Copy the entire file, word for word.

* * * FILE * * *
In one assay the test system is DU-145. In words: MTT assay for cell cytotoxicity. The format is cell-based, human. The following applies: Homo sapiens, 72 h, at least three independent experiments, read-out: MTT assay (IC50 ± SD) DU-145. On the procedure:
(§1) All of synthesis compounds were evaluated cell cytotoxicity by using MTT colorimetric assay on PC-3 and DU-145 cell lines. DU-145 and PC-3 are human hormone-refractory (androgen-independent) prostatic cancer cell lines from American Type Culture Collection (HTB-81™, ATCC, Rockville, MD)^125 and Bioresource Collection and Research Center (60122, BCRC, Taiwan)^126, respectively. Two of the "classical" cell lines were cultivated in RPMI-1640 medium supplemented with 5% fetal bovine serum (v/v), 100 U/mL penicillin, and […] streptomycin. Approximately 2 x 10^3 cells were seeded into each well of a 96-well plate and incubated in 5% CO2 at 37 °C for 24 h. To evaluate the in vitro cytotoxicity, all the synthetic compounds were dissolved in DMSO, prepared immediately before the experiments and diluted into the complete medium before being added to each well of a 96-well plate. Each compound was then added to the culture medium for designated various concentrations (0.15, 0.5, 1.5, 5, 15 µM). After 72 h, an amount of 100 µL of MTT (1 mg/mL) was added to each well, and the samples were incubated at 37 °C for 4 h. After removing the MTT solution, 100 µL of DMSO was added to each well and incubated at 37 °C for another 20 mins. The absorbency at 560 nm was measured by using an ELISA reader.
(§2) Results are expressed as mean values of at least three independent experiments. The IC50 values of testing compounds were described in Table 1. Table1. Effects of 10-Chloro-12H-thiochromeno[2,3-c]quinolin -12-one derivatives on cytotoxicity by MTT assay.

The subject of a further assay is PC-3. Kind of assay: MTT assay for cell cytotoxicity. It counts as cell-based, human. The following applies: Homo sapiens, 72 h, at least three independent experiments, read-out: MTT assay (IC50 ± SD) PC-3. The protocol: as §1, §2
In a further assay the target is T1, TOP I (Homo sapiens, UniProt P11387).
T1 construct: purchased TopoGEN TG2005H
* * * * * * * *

In one assay the test system is DU-145. In words: MTT assay for cell cytotoxicity. The format is cell-based, human. The following applies: Homo sapiens, 72 h, at least three independent experiments, read-out: MTT assay (IC50 ± SD) DU-145. On the procedure:
(§1) All of synthesis compounds were evaluated cell cytotoxicity by using MTT colorimetric assay on PC-3 and DU-145 cell lines. DU-145 and PC-3 are human hormone-refractory (androgen-independent) prostatic cancer cell lines from American Type Culture Collection (HTB-81™, ATCC, Rockville, MD)^125 and Bioresource Collection and Research Center (60122, BCRC, Taiwan)^126, respectively. Two of the "classical" cell lines were cultivated in RPMI-1640 medium supplemented with 5% fetal bovine serum (v/v), 100 U/mL penicillin, and […] streptomycin. Approximately 2 x 10^3 cells were seeded into each well of a 96-well plate and incubated in 5% CO2 at 37 °C for 24 h. To evaluate the in vitro cytotoxicity, all the synthetic compounds were dissolved in DMSO, prepared immediately before the experiments and diluted into the complete medium before being added to each well of a 96-well plate. Each compound was then added to the culture medium for designated various concentrations (0.15, 0.5, 1.5, 5, 15 µM). After 72 h, an amount of 100 µL of MTT (1 mg/mL) was added to each well, and the samples were incubated at 37 °C for 4 h. After removing the MTT solution, 100 µL of DMSO was added to each well and incubated at 37 °C for another 20 mins. The absorbency at 560 nm was measured by using an ELISA reader.
(§2) Results are expressed as mean values of at least three independent experiments. The IC50 values of testing compounds were described in Table 1. Table1. Effects of 10-Chloro-12H-thiochromeno[2,3-c]quinolin -12-one derivatives on cytotoxicity by MTT assay.

The subject of a further assay is PC-3. Kind of assay: MTT assay for cell cytotoxicity. It counts as cell-based, human. The following applies: Homo sapiens, 72 h, at least three independent experiments, read-out: MTT assay (IC50 ± SD) PC-3. The protocol: as §1, §2
In a further assay the target is T1, TOP I (Homo sapiens, UniProt P11387).
T1 construct: purchased TopoGEN TG2005H